I am a summer camp kid. Camp Heritage was my second home as a young Pathfinder and summer camper growing up in Missouri.

I remember the waterslide, the end of the waterslide, the rock climbing wall going up, the pavilion with no walls, and even carpet-less, airconditioner-less cabins!

I waited over a decade to send my kids to this magical, wondrous wilderness called summer camp, and yet, when it was time for them to go…I hated every second.

Whether you live in Iowa-Missouri Conference or another, your conference probably has a fantastic summer camp, like Camp Heritage–and if you aren’t planning to send your children to camp this year, here are some tips to help you send your kids to camp when you do.

Prepare the Kids (and Yourself)

  1. Talk, Talk, Talk
    Talk to your kids about camp, your own experience, and your expectations for them. Let them talk to you also, and ask you questions.
  2. Read All Information
    Ensure you read everything the camp administration sends to read–all emails, FAQs, and parent packs so that you can prepare your kid (and yourself).
  3. Plan Ahead
    Most summer camps offer opportunities to communicate with your camper during the week, plan on taking time to communicate however they allow. This might include teaching your camper how to write, address, and mail a letter or postcard. It may be a fun experience to get snail mail from your camper while you’re missing them. Also, prepare for the trip, the drive there, the things your camper will need to pack while there, and the ride home. Look at the packing list way before camp week!
  4. Pack Together
    After reading all the information, choosing activities, and registering, pack them together. Pack things you know your kids love and will enjoy. Pack all the things your kids will need. Pack paper and pencil, coloring books (most camps have downtime every day), stamps and envelopes (if you expect mail), snacks, and all the camping essentials (including bug spray and sunscreen!).

Once the bags are packed, forms are signed, heads are checked for lice, and you’re hugging good-bye, you may feel more heartache than you expect. Put on a brave face and grit your teeth you still have several days to go.

Be Gentle with Your Heart (and Theirs)

  1. Plan Time for Yourself
    When I dropped my kids off at camp for the first time, I was borderline unbearable to everyone around me. I can only describe it as a sort of grief. I have never experienced taking my kids to school for the first time. I’ve never had someone besides my close family care for my kids, so this day was tough! I was forced to take time for myself because I couldn’t be around anyone. In hindsight, I would have planned for alone time after I dropped the kids at camp.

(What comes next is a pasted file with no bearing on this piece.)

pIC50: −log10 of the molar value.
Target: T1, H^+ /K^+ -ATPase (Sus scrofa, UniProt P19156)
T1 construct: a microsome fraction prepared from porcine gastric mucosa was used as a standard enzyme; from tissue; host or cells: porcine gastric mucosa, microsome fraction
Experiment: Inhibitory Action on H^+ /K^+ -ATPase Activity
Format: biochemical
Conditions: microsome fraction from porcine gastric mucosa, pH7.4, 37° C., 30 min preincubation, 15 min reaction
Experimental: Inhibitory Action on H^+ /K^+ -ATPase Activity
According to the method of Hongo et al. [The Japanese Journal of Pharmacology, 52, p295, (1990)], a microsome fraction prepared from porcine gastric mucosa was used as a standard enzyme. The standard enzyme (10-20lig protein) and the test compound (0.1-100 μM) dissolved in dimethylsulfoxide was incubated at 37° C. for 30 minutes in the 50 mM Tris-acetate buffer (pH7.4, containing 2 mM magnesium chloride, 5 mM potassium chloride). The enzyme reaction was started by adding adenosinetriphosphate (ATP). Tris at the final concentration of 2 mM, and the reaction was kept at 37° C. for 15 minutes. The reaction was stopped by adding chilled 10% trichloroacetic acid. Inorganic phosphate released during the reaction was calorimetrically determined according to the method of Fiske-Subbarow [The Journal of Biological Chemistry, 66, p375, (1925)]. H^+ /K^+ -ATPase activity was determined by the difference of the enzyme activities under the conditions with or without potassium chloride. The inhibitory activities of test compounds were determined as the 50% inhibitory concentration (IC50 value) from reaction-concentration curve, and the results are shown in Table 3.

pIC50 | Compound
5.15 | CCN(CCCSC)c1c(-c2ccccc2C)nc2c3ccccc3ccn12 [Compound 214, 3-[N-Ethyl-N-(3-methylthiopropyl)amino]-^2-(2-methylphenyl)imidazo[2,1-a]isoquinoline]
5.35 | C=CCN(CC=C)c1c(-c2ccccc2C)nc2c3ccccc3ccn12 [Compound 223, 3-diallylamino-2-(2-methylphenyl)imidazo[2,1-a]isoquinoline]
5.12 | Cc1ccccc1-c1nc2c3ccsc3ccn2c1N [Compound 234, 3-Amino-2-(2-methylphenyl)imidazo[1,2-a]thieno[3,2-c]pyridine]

2. Communicate With Your Kids
    Campers love getting mail. It’s special and surprising and keeps them connected to the home. Our camp allows parents to email campers. The emails are printed for the kids each morning, so they receive them at lunch. We can also mail packages to the kids, but this has to be planned and done early so they get their package while they’re at camp. It’s also nice to get to know some of the staff at camp so you can have updates 😉
  3. Do Something Special for Them (while they’re gone)
    While my kids were away at camp, I cleaned their bedrooms from top to bottom. I organized the chaos that had overwhelmed them for months and showed their possessions kindness (not throwing away any of their treasures). When I picked them up, I told them I cleaned for them so they wouldn’t be surprised and upset, and when they got home, they were pleased with their rooms, and I still get “thanks for cleaning my room” days later.
  4. Follow the Summer Camp on Social Media and Check the Online Portal Daily
    Our summer camp posted pictures regularly, and I could usually glimpse one of our campers with each uploaded batch of photos. Even when my kids weren’t visible, I felt connected by looking through the pictures and looking for my kiddos. Befriending camp staff and following them is also a great way to learn what’s going on, even if there are no photos of your camper.

A Prayer for the Parents

Father in Heaven,

We praise and thank You for our summer camps and each staff member working there this summer. God, You are blessing hearts there even before our children arrive. You bless hearts and prepare the way for our children to get to know You before we even make the drive. You know us, Lord. You know the depths of our hearts and our wildest dreams. As we prepare to send our beloved to camp, You know our deepest worries as well as our earnest hope. You know their fears, Father, as they are Yours first. Please give us the words to comfort them when they are afraid, and be with us as well, as we may also need comfort as we say goodbye.

Thank You, Lord, for Your faithfulness in all things, the gift of parenthood, and the ministry of family. Fill us with Your Holy Spirit, God. Fill our hearts, homes, and even summer camp with Your Spirit so that when we interact with others, we do so as one in Your Holiness. We pray, ask, and believe in You and Your Son’s name.